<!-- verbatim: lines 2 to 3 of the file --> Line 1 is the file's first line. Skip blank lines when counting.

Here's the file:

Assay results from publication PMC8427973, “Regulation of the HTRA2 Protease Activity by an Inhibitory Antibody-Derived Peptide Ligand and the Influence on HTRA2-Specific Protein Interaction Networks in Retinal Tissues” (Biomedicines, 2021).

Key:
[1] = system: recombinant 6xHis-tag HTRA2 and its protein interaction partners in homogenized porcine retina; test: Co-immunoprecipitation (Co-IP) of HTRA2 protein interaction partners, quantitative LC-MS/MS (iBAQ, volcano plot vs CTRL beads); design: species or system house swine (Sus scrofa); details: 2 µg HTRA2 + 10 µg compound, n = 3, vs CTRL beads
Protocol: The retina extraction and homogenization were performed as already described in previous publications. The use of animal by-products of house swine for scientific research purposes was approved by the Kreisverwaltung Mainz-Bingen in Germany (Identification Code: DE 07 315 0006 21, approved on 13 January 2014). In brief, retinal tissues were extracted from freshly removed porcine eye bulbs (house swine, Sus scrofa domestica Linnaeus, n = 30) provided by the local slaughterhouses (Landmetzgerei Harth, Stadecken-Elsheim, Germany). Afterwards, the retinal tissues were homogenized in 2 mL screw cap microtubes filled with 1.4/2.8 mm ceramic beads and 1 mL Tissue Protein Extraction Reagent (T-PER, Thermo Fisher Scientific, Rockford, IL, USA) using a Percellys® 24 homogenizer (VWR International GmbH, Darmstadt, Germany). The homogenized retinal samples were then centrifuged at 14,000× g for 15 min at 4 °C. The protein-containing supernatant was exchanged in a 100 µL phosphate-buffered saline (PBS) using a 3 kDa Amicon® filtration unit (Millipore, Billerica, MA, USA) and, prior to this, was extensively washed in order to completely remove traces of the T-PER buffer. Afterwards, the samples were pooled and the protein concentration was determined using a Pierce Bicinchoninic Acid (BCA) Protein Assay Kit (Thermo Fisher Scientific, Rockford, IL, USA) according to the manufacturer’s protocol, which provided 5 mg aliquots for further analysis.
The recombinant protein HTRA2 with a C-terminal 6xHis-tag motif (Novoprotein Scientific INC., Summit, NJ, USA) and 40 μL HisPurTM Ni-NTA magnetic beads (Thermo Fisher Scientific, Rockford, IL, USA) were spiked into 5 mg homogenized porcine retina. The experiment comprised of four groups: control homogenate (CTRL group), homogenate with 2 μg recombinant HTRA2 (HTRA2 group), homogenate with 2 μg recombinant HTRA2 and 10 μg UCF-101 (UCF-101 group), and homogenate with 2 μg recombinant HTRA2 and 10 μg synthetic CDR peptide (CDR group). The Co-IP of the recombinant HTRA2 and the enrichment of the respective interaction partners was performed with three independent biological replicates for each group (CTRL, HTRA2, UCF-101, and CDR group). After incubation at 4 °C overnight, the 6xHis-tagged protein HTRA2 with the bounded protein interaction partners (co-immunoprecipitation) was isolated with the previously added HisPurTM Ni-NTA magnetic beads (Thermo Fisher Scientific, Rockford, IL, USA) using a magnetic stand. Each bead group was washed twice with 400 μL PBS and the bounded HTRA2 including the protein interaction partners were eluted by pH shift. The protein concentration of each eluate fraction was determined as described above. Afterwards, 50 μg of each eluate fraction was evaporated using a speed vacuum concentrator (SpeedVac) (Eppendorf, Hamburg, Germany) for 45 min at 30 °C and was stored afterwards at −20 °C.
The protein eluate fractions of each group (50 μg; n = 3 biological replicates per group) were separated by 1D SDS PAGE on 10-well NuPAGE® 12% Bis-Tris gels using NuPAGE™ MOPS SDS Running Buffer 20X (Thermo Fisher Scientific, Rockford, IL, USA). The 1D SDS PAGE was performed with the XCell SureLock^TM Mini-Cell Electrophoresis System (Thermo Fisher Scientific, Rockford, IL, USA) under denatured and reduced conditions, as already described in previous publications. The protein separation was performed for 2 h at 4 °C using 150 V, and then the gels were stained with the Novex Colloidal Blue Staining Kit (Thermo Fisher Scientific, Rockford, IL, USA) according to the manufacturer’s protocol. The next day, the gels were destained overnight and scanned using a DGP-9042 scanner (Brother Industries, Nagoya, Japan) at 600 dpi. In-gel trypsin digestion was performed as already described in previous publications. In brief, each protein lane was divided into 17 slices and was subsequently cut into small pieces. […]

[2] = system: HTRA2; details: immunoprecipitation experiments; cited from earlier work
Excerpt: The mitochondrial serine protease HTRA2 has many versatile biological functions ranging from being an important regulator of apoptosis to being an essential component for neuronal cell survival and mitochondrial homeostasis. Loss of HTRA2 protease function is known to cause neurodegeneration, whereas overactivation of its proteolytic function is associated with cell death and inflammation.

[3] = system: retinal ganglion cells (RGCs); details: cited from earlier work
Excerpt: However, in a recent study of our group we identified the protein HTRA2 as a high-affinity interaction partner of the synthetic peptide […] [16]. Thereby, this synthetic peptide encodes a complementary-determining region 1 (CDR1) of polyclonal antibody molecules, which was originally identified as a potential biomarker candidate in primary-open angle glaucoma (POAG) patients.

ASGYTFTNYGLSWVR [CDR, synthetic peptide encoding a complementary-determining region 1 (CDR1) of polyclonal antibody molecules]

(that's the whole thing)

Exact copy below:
Key:
[1] = system: recombinant 6xHis-tag HTRA2 and its protein interaction partners in homogenized porcine retina; test: Co-immunoprecipitation (Co-IP) of HTRA2 protein interaction partners, quantitative LC-MS/MS (iBAQ, volcano plot vs CTRL beads); design: species or system house swine (Sus scrofa); details: 2 µg HTRA2 + 10 µg compound, n = 3, vs CTRL beads